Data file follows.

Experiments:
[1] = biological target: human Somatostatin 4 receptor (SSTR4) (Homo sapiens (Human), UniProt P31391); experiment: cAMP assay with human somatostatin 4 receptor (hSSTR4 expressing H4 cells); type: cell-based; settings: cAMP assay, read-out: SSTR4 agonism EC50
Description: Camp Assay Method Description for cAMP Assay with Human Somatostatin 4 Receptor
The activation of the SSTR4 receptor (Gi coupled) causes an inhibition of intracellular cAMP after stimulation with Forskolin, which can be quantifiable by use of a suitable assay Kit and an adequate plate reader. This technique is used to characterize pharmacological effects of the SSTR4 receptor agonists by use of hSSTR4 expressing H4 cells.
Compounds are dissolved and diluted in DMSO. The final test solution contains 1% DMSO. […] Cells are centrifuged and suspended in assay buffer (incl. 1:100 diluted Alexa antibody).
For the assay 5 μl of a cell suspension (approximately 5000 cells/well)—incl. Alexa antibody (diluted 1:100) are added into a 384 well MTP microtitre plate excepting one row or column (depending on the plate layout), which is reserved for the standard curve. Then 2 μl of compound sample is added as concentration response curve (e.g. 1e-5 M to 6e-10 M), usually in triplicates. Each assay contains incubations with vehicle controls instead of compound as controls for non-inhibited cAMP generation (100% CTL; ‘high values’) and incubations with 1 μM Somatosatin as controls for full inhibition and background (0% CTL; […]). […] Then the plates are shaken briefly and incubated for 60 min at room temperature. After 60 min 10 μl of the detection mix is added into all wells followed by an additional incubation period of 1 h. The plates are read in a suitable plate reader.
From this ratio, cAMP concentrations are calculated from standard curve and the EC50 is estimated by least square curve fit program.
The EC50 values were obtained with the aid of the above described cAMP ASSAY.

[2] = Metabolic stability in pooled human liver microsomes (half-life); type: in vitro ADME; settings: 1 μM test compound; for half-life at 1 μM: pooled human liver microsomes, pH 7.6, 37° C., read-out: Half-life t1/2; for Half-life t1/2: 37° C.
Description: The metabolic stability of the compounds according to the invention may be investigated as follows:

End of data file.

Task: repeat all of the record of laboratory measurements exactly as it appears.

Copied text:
Experiments:
[1] = biological target: human Somatostatin 4 receptor (SSTR4) (Homo sapiens (Human), UniProt P31391); experiment: cAMP assay with human somatostatin 4 receptor (hSSTR4 expressing H4 cells); type: cell-based; settings: cAMP assay, read-out: SSTR4 agonism EC50
Description: Camp Assay Method Description for cAMP Assay with Human Somatostatin 4 Receptor
The activation of the SSTR4 receptor (Gi coupled) causes an inhibition of intracellular cAMP after stimulation with Forskolin, which can be quantifiable by use of a suitable assay Kit and an adequate plate reader. This technique is used to characterize pharmacological effects of the SSTR4 receptor agonists by use of hSSTR4 expressing H4 cells.
Compounds are dissolved and diluted in DMSO. The final test solution contains 1% DMSO. […] Cells are centrifuged and suspended in assay buffer (incl. 1:100 diluted Alexa antibody).
For the assay 5 μl of a cell suspension (approximately 5000 cells/well)—incl. Alexa antibody (diluted 1:100) are added into a 384 well MTP microtitre plate excepting one row or column (depending on the plate layout), which is reserved for the standard curve. Then 2 μl of compound sample is added as concentration response curve (e.g. 1e-5 M to 6e-10 M), usually in triplicates. Each assay contains incubations with vehicle controls instead of compound as controls for non-inhibited cAMP generation (100% CTL; ‘high values’) and incubations with 1 μM Somatosatin as controls for full inhibition and background (0% CTL; […]). […] Then the plates are shaken briefly and incubated for 60 min at room temperature. After 60 min 10 μl of the detection mix is added into all wells followed by an additional incubation period of 1 h. The plates are read in a suitable plate reader.
From this ratio, cAMP concentrations are calculated from standard curve and the EC50 is estimated by least square curve fit program.
The EC50 values were obtained with the aid of the above described cAMP ASSAY.

[2] = Metabolic stability in pooled human liver microsomes (half-life); type: in vitro ADME; settings: 1 μM test compound; for half-life at 1 μM: pooled human liver microsomes, pH 7.6, 37° C., read-out: Half-life t1/2; for Half-life t1/2: 37° C.
Description: The metabolic stability of the compounds according to the invention may be investigated as follows: